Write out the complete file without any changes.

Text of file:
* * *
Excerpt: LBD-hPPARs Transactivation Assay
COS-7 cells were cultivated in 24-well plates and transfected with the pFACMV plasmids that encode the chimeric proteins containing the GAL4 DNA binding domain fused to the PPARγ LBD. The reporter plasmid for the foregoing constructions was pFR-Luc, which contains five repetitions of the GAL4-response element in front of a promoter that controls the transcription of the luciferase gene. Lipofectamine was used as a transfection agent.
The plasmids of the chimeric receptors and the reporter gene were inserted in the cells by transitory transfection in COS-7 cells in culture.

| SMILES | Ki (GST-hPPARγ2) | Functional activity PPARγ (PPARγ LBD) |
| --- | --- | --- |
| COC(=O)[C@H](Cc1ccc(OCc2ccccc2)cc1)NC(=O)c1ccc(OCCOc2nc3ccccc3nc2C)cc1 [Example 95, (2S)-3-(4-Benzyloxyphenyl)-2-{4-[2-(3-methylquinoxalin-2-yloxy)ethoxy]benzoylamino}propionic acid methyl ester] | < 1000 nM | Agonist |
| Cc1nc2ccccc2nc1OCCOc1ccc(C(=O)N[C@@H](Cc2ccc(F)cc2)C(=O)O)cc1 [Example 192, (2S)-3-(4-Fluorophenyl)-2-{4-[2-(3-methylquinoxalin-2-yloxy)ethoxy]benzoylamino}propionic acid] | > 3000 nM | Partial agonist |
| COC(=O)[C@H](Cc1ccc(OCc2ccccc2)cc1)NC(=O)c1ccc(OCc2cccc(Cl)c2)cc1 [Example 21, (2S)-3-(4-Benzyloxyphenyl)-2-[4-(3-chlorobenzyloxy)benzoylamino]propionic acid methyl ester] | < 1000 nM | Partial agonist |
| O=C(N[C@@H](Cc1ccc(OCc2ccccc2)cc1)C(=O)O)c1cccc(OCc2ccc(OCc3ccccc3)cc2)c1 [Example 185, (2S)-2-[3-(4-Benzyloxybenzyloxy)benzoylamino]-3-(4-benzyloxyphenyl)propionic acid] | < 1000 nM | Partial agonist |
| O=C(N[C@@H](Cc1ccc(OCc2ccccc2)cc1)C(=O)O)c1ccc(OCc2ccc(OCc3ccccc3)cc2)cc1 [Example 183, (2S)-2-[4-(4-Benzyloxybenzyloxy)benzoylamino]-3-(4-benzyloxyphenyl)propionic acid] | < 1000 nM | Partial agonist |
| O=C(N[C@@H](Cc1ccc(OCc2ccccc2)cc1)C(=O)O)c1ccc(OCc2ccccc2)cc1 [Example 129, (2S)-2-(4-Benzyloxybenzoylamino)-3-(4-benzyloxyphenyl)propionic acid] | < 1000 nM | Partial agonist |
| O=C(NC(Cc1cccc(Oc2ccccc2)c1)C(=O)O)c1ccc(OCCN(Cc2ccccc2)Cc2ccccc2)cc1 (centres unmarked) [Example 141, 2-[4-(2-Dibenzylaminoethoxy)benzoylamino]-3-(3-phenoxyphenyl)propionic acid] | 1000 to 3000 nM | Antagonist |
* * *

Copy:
Excerpt: LBD-hPPARs Transactivation Assay
COS-7 cells were cultivated in 24-well plates and transfected with the pFACMV plasmids that encode the chimeric proteins containing the GAL4 DNA binding domain fused to the PPARγ LBD. The reporter plasmid for the foregoing constructions was pFR-Luc, which contains five repetitions of the GAL4-response element in front of a promoter that controls the transcription of the luciferase gene. Lipofectamine was used as a transfection agent.
The plasmids of the chimeric receptors and the reporter gene were inserted in the cells by transitory transfection in COS-7 cells in culture.

| SMILES | Ki (GST-hPPARγ2) | Functional activity PPARγ (PPARγ LBD) |
| --- | --- | --- |
| COC(=O)[C@H](Cc1ccc(OCc2ccccc2)cc1)NC(=O)c1ccc(OCCOc2nc3ccccc3nc2C)cc1 [Example 95, (2S)-3-(4-Benzyloxyphenyl)-2-{4-[2-(3-methylquinoxalin-2-yloxy)ethoxy]benzoylamino}propionic acid methyl ester] | < 1000 nM | Agonist |
| Cc1nc2ccccc2nc1OCCOc1ccc(C(=O)N[C@@H](Cc2ccc(F)cc2)C(=O)O)cc1 [Example 192, (2S)-3-(4-Fluorophenyl)-2-{4-[2-(3-methylquinoxalin-2-yloxy)ethoxy]benzoylamino}propionic acid] | > 3000 nM | Partial agonist |
| COC(=O)[C@H](Cc1ccc(OCc2ccccc2)cc1)NC(=O)c1ccc(OCc2cccc(Cl)c2)cc1 [Example 21, (2S)-3-(4-Benzyloxyphenyl)-2-[4-(3-chlorobenzyloxy)benzoylamino]propionic acid methyl ester] | < 1000 nM | Partial agonist |
| O=C(N[C@@H](Cc1ccc(OCc2ccccc2)cc1)C(=O)O)c1cccc(OCc2ccc(OCc3ccccc3)cc2)c1 [Example 185, (2S)-2-[3-(4-Benzyloxybenzyloxy)benzoylamino]-3-(4-benzyloxyphenyl)propionic acid] | < 1000 nM | Partial agonist |
| O=C(N[C@@H](Cc1ccc(OCc2ccccc2)cc1)C(=O)O)c1ccc(OCc2ccc(OCc3ccccc3)cc2)cc1 [Example 183, (2S)-2-[4-(4-Benzyloxybenzyloxy)benzoylamino]-3-(4-benzyloxyphenyl)propionic acid] | < 1000 nM | Partial agonist |
| O=C(N[C@@H](Cc1ccc(OCc2ccccc2)cc1)C(=O)O)c1ccc(OCc2ccccc2)cc1 [Example 129, (2S)-2-(4-Benzyloxybenzoylamino)-3-(4-benzyloxyphenyl)propionic acid] | < 1000 nM | Partial agonist |
| O=C(NC(Cc1cccc(Oc2ccccc2)c1)C(=O)O)c1ccc(OCCN(Cc2ccccc2)Cc2ccccc2)cc1 (centres unmarked) [Example 141, 2-[4-(2-Dibenzylaminoethoxy)benzoylamino]-3-(3-phenoxyphenyl)propionic acid] | 1000 to 3000 nM | Antagonist |